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    The new ccp sections dealing with discovery now require a meet and confer prior to filing a motion. a declaration stating a meet and confer was held is required under ccp 2016, I believe.

    Edit.

    Here it is:

    2016.040. A meet and confer declaration in support of a motion
    shall state facts showing a reasonable and good faith attempt at an
    informal resolution of each issue presented by the motion.
    Cal Naughton, Jr.: I like to think of Jesus as a mischievous badger.
  7. #7
    Litigation! is offline Senior Member
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    Quote Originally Posted by stephenk
    The new ccp sections dealing with discovery now require a meet and confer prior to filing a motion. a declaration stating a meet and confer was held is required under ccp 2016, I believe.

    Edit.

    Here it is:

    2016.040. A meet and confer declaration in support of a motion
    shall state facts showing a reasonable and good faith attempt at an
    informal resolution of each issue presented by the motion.

    My response:

    Stephen, CCP 2016.040 does not abrogate Leach, supra.

    The failure to timely respond waives all objections to the interrogatories; so there are no issues left to "resolve" with opposing counsel. The moving party is not required to show a "reasonable and good faith attempt" to resolve the matter informally with opposing counsel before filing the motion. [Ca Civ Pro 2030.290] and see Leach v. Sup.Ct. (1980) 111 Cal.App.3d 902]

    CCP 2030.290. "If a party to whom interrogatories are directed fails to
    serve a timely response, the following rules apply:

    (b) The party propounding the interrogatories may move for an
    order compelling response to the interrogatories."


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  8. #8
    dcatz is offline Senior Member
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    With regard to Interrogatories, we may be dealing with a rather esoteric point, other than for those doing discovery in California.

    It would not appear that the new Act changes the old Act substantially with respect to "meet and confer". If there is NO response, I personally question whether there is a meet and confer obligation, because there is no disputed issue. Failure to respond is, "pre se", a violation of the statutory obligation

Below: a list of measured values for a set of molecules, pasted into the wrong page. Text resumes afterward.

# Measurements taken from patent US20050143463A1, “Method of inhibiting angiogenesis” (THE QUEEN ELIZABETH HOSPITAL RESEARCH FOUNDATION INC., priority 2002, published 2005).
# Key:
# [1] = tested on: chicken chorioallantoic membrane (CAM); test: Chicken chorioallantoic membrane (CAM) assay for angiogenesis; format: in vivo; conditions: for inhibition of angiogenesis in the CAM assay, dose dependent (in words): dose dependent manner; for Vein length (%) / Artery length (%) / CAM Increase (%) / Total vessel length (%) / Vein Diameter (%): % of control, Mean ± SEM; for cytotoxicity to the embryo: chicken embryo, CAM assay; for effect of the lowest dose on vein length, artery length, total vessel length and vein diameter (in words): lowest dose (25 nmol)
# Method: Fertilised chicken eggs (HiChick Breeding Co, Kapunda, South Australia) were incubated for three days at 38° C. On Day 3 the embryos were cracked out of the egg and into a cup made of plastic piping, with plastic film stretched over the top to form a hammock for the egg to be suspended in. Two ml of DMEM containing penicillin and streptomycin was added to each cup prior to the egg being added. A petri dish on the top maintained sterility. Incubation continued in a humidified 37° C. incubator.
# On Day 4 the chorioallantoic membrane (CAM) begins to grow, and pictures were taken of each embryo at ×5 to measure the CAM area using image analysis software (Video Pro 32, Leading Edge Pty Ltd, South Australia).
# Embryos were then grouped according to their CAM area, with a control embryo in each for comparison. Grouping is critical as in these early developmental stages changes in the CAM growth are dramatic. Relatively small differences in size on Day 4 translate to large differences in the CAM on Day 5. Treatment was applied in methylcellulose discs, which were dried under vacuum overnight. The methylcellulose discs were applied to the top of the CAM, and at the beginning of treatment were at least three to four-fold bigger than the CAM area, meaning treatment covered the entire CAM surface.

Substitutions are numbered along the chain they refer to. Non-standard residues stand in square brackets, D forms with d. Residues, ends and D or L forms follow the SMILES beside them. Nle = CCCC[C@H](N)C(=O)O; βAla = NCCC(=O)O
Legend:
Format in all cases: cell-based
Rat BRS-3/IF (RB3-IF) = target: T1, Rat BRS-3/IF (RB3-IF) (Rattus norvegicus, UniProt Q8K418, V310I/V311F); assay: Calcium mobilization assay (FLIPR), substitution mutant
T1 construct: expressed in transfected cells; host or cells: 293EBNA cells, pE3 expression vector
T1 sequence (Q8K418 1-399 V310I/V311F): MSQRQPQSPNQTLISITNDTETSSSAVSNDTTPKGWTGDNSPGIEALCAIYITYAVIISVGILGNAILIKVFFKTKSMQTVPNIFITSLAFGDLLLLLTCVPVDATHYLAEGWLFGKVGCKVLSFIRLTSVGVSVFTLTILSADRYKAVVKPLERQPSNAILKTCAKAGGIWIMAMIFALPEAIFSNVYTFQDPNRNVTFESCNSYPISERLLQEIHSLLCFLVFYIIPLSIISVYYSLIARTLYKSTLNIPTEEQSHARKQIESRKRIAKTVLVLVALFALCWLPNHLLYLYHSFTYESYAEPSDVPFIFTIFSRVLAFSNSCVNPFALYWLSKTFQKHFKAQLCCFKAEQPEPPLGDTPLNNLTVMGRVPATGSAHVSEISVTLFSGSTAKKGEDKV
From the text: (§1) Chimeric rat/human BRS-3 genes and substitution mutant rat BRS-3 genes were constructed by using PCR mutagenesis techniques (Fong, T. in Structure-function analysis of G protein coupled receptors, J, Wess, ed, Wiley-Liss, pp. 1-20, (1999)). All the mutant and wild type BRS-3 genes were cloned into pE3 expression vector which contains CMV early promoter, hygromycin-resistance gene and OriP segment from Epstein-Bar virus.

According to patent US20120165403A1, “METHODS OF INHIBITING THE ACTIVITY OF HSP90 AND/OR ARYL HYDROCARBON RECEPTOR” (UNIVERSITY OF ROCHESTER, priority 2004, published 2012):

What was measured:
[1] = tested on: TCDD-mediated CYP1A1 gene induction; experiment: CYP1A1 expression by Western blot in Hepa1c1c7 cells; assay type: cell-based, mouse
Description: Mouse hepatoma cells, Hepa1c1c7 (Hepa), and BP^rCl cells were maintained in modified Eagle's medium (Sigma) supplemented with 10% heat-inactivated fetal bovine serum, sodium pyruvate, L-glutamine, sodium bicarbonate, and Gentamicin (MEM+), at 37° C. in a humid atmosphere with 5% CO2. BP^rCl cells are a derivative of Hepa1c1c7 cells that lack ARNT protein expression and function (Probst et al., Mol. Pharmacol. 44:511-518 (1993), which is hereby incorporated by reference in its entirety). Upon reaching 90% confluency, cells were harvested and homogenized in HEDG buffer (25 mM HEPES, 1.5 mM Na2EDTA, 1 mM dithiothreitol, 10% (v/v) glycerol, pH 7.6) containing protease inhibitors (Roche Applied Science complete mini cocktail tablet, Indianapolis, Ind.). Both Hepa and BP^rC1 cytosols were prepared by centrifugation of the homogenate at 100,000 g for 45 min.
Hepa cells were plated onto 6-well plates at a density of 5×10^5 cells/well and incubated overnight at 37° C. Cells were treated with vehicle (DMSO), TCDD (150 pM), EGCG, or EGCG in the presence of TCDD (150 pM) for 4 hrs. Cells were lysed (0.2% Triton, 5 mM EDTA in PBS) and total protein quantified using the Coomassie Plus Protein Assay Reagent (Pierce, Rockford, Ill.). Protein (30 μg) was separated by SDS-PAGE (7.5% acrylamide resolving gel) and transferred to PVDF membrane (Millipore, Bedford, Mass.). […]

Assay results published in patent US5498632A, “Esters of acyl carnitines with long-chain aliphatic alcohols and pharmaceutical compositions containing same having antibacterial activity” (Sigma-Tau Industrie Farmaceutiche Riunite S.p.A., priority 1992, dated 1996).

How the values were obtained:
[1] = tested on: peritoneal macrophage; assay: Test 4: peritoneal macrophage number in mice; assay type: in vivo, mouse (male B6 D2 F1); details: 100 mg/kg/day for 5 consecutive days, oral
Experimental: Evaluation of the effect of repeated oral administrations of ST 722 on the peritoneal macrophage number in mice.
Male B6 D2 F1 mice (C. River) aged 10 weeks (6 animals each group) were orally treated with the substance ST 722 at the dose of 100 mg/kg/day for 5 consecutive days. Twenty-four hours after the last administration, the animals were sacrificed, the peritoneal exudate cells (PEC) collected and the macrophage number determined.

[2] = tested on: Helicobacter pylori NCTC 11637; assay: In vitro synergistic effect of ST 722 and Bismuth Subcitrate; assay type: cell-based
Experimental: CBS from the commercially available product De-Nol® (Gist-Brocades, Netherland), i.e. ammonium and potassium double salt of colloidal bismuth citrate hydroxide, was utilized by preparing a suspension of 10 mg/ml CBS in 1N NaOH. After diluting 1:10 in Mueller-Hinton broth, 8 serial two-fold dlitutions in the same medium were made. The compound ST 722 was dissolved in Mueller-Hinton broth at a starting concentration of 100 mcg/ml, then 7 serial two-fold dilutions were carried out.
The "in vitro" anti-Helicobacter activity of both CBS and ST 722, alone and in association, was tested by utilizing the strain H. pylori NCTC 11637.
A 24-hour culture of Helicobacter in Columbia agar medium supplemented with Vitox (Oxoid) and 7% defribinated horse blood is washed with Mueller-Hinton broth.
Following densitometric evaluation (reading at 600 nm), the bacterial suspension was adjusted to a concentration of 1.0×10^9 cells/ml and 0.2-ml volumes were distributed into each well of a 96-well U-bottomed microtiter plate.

On the other hand, if there is an inadequate, evasive etc. reponse or an amended response is filed, then the rights incorporated previously and fully in 2030(l) and (m), which were predicated on meet and confer, now require the same thing, as it is set forth in 2016.040.

    At least that's my reading. I haven't had to confront it directly, since the Act changed
    Last edited by dcatz; 03-11-2006 at 10:01 AM.
  9. #9
    stephenk is offline Senior Member
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    Just try winning on a motion to compel without a meet and confer. 9 out of 10 judges will deny the motion for failure to informally attempt to resolve the issue. San Diego County will not calendar a motion to compel without first setting up a pre-motion hearing with the parties and the judge to attempt resolution of the problem short of a motion.

    I covered a motion for a colleague. The judge sanctioned our firm for failure to meet and confer and took the motion off calendar.

    A meet and confer can be satisified with a letter to the other party stating the responses are overdue and responses, without objection, are to be served within (number of days) or a motion to compel will be filed.
    Cal Naughton, Jr.: I like to think of Jesus as a mischievous badger.
  10. #10
    Litigation! is offline Senior Member
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    Quote Originally Posted by stephenk
    Just try winning on a motion to compel without a meet and confer. 9 out of 10 judges will deny the motion for failure to informally attempt to resolve the issue. San Diego County will not calendar a motion to compel without first setting up a pre-motion hearing with the parties and the judge to attempt resolution of the problem short of a motion.

    I covered a motion for a colleague. The judge sanctioned our firm for failure to meet and confer and took the motion off calendar.